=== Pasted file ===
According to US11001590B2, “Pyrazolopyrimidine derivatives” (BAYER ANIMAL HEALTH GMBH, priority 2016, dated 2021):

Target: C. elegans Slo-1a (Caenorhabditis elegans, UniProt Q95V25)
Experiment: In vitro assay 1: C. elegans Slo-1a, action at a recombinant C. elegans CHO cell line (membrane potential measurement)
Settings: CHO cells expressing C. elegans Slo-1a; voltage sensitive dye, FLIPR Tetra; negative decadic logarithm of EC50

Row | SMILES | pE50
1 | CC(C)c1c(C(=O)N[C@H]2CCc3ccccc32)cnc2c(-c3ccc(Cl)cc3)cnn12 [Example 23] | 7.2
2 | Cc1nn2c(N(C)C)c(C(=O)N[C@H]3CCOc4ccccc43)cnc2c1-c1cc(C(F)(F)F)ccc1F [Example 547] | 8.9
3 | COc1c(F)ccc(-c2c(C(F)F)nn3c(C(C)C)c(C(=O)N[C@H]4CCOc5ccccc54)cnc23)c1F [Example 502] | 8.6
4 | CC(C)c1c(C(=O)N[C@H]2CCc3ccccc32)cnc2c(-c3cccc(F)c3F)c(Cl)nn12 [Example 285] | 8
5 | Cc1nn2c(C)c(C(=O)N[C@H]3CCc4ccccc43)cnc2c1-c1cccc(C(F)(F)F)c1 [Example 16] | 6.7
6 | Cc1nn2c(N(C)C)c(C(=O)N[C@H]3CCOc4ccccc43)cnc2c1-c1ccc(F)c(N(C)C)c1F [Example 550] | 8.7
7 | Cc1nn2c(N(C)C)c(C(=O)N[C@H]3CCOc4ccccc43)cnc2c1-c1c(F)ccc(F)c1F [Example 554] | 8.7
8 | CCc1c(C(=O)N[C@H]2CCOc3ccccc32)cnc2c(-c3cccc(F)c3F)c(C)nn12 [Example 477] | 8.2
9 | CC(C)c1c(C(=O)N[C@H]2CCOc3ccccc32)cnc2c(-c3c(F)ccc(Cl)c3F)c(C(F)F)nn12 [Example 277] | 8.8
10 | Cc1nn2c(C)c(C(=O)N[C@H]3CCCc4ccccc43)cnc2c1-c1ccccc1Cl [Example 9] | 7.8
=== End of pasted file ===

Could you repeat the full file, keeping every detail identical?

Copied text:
According to US11001590B2, “Pyrazolopyrimidine derivatives” (BAYER ANIMAL HEALTH GMBH, priority 2016, dated 2021):

Target: C. elegans Slo-1a (Caenorhabditis elegans, UniProt Q95V25)
Experiment: In vitro assay 1: C. elegans Slo-1a, action at a recombinant C. elegans CHO cell line (membrane potential measurement)
Settings: CHO cells expressing C. elegans Slo-1a; voltage sensitive dye, FLIPR Tetra; negative decadic logarithm of EC50

Row | SMILES | pE50
1 | CC(C)c1c(C(=O)N[C@H]2CCc3ccccc32)cnc2c(-c3ccc(Cl)cc3)cnn12 [Example 23] | 7.2
2 | Cc1nn2c(N(C)C)c(C(=O)N[C@H]3CCOc4ccccc43)cnc2c1-c1cc(C(F)(F)F)ccc1F [Example 547] | 8.9
3 | COc1c(F)ccc(-c2c(C(F)F)nn3c(C(C)C)c(C(=O)N[C@H]4CCOc5ccccc54)cnc23)c1F [Example 502] | 8.6
4 | CC(C)c1c(C(=O)N[C@H]2CCc3ccccc32)cnc2c(-c3cccc(F)c3F)c(Cl)nn12 [Example 285] | 8
5 | Cc1nn2c(C)c(C(=O)N[C@H]3CCc4ccccc43)cnc2c1-c1cccc(C(F)(F)F)c1 [Example 16] | 6.7
6 | Cc1nn2c(N(C)C)c(C(=O)N[C@H]3CCOc4ccccc43)cnc2c1-c1ccc(F)c(N(C)C)c1F [Example 550] | 8.7
7 | Cc1nn2c(N(C)C)c(C(=O)N[C@H]3CCOc4ccccc43)cnc2c1-c1c(F)ccc(F)c1F [Example 554] | 8.7
8 | CCc1c(C(=O)N[C@H]2CCOc3ccccc32)cnc2c(-c3cccc(F)c3F)c(C)nn12 [Example 477] | 8.2
9 | CC(C)c1c(C(=O)N[C@H]2CCOc3ccccc32)cnc2c(-c3c(F)ccc(Cl)c3F)c(C(F)F)nn12 [Example 277] | 8.8
10 | Cc1nn2c(C)c(C(=O)N[C@H]3CCCc4ccccc43)cnc2c1-c1ccccc1Cl [Example 9] | 7.8